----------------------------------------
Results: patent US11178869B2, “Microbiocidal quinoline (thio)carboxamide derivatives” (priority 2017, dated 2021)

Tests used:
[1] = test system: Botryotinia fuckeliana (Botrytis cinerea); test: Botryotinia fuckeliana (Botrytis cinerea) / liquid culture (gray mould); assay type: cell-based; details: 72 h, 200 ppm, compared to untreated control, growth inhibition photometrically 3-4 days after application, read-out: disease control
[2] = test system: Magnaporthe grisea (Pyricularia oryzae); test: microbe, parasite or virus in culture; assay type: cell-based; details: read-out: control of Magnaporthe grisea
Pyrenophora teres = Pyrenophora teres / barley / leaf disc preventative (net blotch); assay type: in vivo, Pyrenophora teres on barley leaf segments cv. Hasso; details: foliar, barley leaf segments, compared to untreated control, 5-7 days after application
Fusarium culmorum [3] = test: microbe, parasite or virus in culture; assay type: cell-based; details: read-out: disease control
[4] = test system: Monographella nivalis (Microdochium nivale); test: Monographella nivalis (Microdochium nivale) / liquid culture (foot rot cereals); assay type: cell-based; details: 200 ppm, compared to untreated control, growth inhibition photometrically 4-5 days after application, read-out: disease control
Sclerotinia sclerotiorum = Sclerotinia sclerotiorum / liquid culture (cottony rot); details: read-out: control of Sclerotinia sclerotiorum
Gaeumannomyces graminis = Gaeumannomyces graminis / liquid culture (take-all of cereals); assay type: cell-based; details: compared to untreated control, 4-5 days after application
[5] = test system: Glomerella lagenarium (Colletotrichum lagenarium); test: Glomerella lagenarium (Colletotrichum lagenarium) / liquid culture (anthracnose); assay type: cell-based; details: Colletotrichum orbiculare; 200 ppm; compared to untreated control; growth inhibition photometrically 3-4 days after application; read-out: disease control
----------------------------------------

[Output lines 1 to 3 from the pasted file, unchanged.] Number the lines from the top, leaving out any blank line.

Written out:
Results: patent US11178869B2, “Microbiocidal quinoline (thio)carboxamide derivatives” (priority 2017, dated 2021)

Tests used:
[1] = test system: Botryotinia fuckeliana (Botrytis cinerea); test: Botryotinia fuckeliana (Botrytis cinerea) / liquid culture (gray mould); assay type: cell-based; details: 72 h, 200 ppm, compared to untreated control, growth inhibition photometrically 3-4 days after application, read-out: disease control